Alexa Hampton x Theodore Alexander Interior designer Alexa Hampton’s new line with Theodore Alexander is so voluminous, it demands over 4,000 square feet of space to be shown properly. The collection is made up of more than 120 pieces ranging from seating to mirrors to tables to beds. Hampton saw the collaboration as an opportunity to take advantage of her partner’s manufacturing capabilities and go wild. “No material was out of reach, no finish too complicated, and no metalwork too fine,” she says. “I’ve felt a bit like a kid in a candy shop.”
Goop x Tempaper The new collaboration between the removable wallpaper company and the lifestyle brand started with a chance encounter in a catalog. “We noticed that Gwyneth Paltrow used one of our chinoiserie prints as a backdrop in Goop’s CB2 furniture launch and couldn’t resist reaching out about a potential partnership,” says Julia Au, CEO and co-founder of Tempaper. “Gwyneth’s aesthetic and style complemented our chinoiserie pattern so well, why not re-create the style with her?” Why not indeed? The resulting pattern is a riff on classic chinoiserie, featuring a tossed, organic repeat instead of a ground-up design. The palette, a millennial-friendly pale pink accented by white and gray, is intended for bedrooms, powder rooms and living areas. What was it like to work with modern lifestyle royalty? “We took a phone call and hit the ground running,” says Au. “Collaborating with the Goop team has been such an enjoyable experience.”
Carrier and Company x Century Husband-and-wife duo Jesse Carrier and Mara Miller consider their new collection with Century to be a mission statement of sorts: “We realized that this furniture line would begin to truly define our aesthetic and our brand,” they say. No pressure then! The pair drew on the luxurious-but-practical look they’ve developed over a 15-year, award-winning collaborative career to create this line of more than 50 pieces of bedroom, dining and occasional furniture and upholstery.
A few highlights: the Gracie sofa, inspired by prewar Manhattan glamour; the bronze-finished Jacques bed; and the Eve mirror, its name a clever reference to the serpentine metal frame. Carrier and Miller told BOH that they were initially connected to Century by a matchmaker of sorts—their licensing agent. Once the partnership had been forged, they brought the company into their world. “We invited them to our office to see how we work, and had a presentation planned to explain our philosophy and our approach to the collection with a few examples of ideas. We then gave them a tour of a few local projects so they could see firsthand how our work looks and feels.”
Frank Ponterio x Arteriors Frank Ponterio’s debut collection for Arteriors speaks to the veteran Chicago designer’s range and fluency with materials. Using everything from rope to vellum to a pair of brass knuckles (yes, you read that right), he creates a unified, sophisticated collection of 29 SKUs that includes mirrors, accessories, lighting and a pair of cocktail tables. The crown jewel is surely the Salotto cabinet, which is both a nod to the designer’s Italian heritage (it’s inspired by bronze doors at Villa Necchi in Milan) and a sharp modern marvel. The most memorable aspect of the collaboration? “I’ll remember everything that I learned about doing something at this scale,” says Ponterio. “Working with a very large team in multiple countries, and how seamlessly it all came together in the end—it's exciting to see how closely the finished products resembled my original sketches.”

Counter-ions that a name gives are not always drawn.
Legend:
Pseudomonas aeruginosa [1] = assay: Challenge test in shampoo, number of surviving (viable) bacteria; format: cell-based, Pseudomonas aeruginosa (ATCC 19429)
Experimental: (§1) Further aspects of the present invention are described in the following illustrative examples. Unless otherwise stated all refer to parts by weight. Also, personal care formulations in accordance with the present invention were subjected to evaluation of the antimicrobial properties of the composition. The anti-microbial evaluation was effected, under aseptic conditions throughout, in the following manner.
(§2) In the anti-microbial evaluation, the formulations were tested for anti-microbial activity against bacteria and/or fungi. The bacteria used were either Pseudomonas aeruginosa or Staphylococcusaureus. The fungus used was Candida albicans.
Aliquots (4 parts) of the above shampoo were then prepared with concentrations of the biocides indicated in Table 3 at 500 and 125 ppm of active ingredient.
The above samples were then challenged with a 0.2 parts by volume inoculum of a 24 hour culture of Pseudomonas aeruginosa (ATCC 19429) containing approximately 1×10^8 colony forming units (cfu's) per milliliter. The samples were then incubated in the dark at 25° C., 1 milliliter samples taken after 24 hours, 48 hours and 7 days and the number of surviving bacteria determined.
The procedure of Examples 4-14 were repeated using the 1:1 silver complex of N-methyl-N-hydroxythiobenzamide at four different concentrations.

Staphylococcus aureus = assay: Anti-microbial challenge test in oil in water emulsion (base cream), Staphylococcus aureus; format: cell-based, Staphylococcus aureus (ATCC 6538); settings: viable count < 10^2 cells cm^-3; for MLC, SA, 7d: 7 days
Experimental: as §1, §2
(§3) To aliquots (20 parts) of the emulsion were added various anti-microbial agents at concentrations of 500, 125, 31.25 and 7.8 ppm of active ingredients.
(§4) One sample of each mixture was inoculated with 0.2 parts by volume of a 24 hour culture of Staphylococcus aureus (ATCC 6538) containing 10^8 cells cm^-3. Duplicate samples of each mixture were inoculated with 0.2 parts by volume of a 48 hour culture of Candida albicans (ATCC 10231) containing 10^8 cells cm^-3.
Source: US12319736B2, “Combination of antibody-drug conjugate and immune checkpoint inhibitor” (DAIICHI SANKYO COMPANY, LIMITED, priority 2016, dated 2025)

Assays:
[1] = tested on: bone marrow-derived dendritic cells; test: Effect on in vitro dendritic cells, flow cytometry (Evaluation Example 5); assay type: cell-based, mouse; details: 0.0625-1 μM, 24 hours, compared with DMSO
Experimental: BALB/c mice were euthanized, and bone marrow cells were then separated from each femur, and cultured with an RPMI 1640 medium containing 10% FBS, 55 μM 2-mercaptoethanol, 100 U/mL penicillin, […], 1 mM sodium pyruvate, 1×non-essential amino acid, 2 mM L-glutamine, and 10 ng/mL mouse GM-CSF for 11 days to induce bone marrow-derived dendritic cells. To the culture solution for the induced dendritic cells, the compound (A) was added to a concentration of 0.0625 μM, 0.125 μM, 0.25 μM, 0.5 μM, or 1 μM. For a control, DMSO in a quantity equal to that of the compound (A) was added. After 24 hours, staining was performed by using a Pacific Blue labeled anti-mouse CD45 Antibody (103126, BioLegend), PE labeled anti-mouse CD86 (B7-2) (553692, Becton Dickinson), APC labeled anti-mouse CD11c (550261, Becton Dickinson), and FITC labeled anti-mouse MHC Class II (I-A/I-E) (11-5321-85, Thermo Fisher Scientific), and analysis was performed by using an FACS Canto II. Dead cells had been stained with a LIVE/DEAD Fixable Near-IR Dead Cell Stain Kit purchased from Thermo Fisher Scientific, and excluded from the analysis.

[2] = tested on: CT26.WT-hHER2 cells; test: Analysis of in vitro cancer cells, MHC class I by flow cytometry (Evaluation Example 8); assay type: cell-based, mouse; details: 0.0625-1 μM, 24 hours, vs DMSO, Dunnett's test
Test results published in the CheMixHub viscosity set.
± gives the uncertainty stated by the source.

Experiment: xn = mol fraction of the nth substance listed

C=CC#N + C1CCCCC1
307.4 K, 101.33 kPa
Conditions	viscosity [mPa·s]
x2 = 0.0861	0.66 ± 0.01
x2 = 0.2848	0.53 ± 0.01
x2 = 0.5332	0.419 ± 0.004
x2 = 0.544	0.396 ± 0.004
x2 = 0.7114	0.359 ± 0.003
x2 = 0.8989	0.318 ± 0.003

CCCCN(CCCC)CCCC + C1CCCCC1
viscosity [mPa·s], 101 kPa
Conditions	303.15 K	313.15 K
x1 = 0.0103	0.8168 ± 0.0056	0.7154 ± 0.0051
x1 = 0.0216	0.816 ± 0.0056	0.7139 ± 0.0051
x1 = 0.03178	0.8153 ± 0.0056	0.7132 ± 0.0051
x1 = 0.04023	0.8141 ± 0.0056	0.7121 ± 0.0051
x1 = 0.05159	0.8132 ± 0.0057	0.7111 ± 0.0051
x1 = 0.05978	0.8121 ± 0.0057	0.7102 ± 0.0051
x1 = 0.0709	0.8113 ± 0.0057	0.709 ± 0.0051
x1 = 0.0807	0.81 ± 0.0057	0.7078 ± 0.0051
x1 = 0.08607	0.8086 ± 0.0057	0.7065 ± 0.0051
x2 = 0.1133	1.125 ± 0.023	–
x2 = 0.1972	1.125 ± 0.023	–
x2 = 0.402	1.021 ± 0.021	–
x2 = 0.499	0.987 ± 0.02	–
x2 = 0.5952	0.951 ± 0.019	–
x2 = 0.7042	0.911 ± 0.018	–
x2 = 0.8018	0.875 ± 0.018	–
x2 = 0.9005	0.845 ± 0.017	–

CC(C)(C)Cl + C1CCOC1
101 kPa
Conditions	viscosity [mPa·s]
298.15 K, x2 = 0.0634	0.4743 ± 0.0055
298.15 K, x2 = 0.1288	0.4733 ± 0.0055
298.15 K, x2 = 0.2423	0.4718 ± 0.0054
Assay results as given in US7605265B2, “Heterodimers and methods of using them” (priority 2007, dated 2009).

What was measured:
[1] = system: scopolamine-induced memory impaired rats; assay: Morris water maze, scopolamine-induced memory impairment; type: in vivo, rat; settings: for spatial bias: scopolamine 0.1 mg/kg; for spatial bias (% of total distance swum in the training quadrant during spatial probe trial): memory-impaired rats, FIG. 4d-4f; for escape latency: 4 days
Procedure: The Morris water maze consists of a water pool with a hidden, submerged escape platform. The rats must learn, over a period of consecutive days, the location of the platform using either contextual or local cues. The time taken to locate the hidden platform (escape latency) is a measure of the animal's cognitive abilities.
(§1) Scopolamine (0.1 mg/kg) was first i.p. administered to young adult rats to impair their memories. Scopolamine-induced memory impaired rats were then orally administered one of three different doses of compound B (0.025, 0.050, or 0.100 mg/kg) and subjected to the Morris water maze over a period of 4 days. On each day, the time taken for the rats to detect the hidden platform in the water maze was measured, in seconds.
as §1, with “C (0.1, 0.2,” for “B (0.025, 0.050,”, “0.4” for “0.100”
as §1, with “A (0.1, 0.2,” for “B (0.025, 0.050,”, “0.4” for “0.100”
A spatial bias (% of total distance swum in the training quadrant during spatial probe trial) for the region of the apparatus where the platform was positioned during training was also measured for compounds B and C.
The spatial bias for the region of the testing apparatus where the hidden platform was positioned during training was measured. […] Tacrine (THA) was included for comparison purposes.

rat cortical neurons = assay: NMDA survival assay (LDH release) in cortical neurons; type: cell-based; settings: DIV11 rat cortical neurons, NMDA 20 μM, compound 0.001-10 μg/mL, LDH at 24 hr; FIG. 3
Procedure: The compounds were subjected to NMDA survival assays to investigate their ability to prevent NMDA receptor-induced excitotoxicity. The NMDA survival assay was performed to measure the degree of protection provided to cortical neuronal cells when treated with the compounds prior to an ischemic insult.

Ray Booth x Hickory Chair Interior designer Ray Booth has come full circle. An Alabama native, he began his career as an intern at McAlpine before moving to New York to work for John Saladino and Clodagh—then returned back to the South to work for McAlpine again, this time as a partner. Now he’s debuting his inaugural collection with Hickory Chair, an expansive line that includes pieces for the bedroom, dining room and living room.
Aesthetically, the collection is anchored more by the “feeling of home” than flashy style. It’s also a showcase for the Hickory workroom’s technical prowess, featuring blind biscuit-tufting, weltless trim on pillows and cushions, and finely tailored top-stitching. “My hope is that this new collection will be a source of continued inspiration that challenges us to rethink our expectations of home and how we interact with our furnishings,” says Booth.
Bobby Berk x A.R.T. Furniture 1.6 million (the size of Queer Eye designer Bobby Berk’s Instagram following) isn’t a bad number of eyeballs for a new furniture collection, but it doesn’t compare to 1.3 billion, the population of China, where A.R.T.’s retail empire is based. The line, featuring pieces for the whole home and outdoor too, is styled in the designer’s trademark warm urban minimalism.
Nina Magon x Universal Interior designer Nina Magon’s new collection with Universal Furniture is designed to bring high European style to an American audience. Sleek surfaces, modern shapes and bold colors dominate the collection, which makes up 50 pieces between casegoods and upholstery. Materials run the gamut, from colorful performance velvets to smoked glass, bronze metal and lacquered finishes to tiger stripe veneer.